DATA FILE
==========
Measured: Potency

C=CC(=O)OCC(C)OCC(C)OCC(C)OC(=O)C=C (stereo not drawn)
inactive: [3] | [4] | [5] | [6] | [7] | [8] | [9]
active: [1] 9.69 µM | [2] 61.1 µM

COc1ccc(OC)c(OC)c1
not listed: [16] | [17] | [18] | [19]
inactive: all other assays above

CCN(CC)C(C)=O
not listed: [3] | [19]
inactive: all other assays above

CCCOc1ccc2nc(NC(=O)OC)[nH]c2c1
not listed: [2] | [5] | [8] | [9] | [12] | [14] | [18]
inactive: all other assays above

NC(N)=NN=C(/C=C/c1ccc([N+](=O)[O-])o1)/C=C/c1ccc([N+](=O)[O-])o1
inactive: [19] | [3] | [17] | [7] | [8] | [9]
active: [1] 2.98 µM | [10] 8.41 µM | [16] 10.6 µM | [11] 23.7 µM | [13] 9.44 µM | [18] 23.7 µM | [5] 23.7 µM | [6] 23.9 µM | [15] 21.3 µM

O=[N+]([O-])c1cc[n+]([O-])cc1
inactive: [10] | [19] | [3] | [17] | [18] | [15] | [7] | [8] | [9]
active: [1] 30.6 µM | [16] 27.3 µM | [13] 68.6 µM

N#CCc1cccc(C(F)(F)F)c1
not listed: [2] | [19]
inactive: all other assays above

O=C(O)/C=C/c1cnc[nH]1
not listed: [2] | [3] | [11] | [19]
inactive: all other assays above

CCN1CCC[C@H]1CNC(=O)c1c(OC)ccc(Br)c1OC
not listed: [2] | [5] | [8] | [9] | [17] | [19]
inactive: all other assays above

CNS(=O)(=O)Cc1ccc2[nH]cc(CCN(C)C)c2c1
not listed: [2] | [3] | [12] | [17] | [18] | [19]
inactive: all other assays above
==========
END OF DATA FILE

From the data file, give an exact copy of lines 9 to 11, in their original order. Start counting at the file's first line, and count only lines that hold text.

not listed: [3] | [19]
inactive: all other assays above

CCCOc1ccc2nc(NC(=O)OC)[nH]c2c1